Last month, YIMBY reported that permits were filed for what we thought was the first major market-rate residential project in the core of downtown Jamaica, in eastern Queens, since the area was rezoned in in 2007.
It turns out we were wrong. A 21-unit, seven-story building at 190-11 Hillside Avenue, near the corner of 191st Street, has got it beat. The developer – Great Neck-based TCX, an offshoot of The Construction Experts – told YIMBY that construction there began last December, and is expected to wrap up in January 2015.
The 15,000-square-foot apartment building will hold mainly one-bedroom units, with a three-bedroom penthouse. The one-bedrooms, TCX’s Joshua Asherian said, will rent for around $1,600 a month – very affordable compared to new construction in Manhattan and the trendier parts of Brooklyn and Queens, where similarly-sized units can easily go for twice that.
The area around Hillside Avenue is one of the most diverse in New York City, so it’s hard to pin down who the renters will be, but Asherian told YIMBY that the project would be appealing to students at St. John’s University, whose Queens campus is in nearby Hillcrest, on the other side of the Grand Central Parkway.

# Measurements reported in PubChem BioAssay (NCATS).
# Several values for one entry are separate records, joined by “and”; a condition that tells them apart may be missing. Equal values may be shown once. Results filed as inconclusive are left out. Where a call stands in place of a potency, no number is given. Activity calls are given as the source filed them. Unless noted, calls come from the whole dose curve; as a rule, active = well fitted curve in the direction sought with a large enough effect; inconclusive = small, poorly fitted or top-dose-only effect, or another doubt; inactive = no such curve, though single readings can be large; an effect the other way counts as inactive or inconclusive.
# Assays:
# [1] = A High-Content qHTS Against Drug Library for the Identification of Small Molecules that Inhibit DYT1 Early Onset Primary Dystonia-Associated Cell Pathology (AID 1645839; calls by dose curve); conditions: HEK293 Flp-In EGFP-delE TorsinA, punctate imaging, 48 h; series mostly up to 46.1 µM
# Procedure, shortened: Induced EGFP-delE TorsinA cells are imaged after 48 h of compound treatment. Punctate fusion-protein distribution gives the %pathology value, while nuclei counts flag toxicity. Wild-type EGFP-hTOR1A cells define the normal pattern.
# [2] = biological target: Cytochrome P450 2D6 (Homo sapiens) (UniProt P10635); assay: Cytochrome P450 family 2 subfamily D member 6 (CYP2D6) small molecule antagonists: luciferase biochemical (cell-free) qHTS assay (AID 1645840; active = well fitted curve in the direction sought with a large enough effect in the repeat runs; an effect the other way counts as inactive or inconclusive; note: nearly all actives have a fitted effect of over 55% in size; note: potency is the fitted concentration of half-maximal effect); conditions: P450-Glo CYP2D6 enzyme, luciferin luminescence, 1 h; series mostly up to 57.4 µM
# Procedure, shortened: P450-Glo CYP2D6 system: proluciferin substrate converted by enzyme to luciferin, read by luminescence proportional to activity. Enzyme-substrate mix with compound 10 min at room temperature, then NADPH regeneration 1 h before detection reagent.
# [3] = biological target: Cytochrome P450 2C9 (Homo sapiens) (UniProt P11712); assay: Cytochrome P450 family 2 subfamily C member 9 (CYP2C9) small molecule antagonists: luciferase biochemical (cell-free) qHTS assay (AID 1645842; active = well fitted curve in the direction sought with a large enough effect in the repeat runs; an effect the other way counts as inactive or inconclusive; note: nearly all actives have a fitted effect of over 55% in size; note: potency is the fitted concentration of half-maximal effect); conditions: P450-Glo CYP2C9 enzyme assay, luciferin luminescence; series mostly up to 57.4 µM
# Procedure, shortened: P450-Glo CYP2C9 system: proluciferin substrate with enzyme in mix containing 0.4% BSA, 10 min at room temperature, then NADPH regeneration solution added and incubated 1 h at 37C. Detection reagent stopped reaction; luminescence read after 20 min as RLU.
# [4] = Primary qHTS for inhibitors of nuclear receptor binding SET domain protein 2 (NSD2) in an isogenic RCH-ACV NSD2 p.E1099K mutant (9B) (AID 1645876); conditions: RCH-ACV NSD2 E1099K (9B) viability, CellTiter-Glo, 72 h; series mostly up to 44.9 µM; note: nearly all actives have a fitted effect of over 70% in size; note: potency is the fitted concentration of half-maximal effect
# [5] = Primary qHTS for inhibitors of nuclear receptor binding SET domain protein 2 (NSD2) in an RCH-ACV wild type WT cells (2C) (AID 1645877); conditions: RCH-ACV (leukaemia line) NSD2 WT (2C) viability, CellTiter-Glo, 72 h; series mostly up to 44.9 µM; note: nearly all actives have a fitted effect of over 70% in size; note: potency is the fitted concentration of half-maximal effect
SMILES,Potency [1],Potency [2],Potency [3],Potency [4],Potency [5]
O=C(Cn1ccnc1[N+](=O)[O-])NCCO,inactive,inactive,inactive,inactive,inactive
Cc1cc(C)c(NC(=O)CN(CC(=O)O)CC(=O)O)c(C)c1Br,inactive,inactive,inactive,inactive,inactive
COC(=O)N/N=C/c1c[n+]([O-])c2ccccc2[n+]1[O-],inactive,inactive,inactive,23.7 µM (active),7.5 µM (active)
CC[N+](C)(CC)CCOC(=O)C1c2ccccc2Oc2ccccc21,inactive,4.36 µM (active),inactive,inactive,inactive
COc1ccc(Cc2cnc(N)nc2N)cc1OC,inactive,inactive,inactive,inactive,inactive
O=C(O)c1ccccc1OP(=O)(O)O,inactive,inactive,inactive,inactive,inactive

De Fonseca Architects are responsible for the design, whose rendering TCX shared with YIMBY. It depicts a handsome black brick building with tall glass windows in the middle, flanked by columns of balconies – one set recessed, like the garden apartment buildings erected just after World War II, and the other protruding, as is more popular nowadays.
The façade will be uncharacteristically clean for a new rental building – especially one as affordable as 190-11 Hillside – thanks to the lack of PTAC units and their unsightly grills. Instead, the builders are using mini-splits, whose condensers can be hidden in less obtrusive locations, and which offer more constant temperatures inside the building without bulky units taking up room below the windows.
Mini-splits are more expensive than PTACs, TCX’s Shlomi Asherian wrote to YIMBY, at about twice the cost. “But,” he said, “we decided to go with them because we wanted a clean design that wasn’t cluttered.”
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